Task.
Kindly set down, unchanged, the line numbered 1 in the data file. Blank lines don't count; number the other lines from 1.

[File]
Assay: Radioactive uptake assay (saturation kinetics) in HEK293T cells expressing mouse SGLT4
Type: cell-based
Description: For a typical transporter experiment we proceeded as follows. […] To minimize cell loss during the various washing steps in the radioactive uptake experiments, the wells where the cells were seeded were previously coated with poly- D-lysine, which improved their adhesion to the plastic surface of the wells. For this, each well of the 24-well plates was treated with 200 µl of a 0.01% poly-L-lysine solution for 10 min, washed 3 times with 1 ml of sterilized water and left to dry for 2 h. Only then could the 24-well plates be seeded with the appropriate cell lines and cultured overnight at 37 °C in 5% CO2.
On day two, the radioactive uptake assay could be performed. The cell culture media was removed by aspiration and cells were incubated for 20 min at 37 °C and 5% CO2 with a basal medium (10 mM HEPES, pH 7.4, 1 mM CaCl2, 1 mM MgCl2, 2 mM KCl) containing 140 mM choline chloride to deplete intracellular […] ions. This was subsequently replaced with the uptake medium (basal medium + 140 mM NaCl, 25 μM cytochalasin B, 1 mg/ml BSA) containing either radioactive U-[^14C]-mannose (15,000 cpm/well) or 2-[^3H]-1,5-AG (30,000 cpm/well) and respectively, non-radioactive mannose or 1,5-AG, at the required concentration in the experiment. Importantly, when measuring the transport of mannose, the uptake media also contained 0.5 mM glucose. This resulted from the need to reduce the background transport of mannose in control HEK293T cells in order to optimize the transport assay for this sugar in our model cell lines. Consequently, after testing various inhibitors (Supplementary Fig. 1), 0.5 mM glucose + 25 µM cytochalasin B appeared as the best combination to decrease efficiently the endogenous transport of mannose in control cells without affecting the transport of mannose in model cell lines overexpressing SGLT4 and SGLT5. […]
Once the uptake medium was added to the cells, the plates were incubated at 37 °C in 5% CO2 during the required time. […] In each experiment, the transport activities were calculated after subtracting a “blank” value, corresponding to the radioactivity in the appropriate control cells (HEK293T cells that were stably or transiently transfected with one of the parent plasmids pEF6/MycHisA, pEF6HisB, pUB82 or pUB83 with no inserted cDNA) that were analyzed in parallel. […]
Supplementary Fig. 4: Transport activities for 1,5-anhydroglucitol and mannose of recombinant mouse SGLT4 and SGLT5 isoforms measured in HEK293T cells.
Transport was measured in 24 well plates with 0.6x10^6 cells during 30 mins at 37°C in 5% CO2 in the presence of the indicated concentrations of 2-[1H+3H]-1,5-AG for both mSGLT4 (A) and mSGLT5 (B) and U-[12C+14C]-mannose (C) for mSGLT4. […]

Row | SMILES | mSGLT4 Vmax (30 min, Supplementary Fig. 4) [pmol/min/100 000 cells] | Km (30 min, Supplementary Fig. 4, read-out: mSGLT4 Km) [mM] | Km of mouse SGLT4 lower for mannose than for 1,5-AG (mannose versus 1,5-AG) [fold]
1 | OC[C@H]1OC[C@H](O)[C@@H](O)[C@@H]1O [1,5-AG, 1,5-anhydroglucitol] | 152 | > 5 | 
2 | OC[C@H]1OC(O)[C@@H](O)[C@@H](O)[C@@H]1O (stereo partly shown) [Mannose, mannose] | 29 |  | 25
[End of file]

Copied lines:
Assay: Radioactive uptake assay (saturation kinetics) in HEK293T cells expressing mouse SGLT4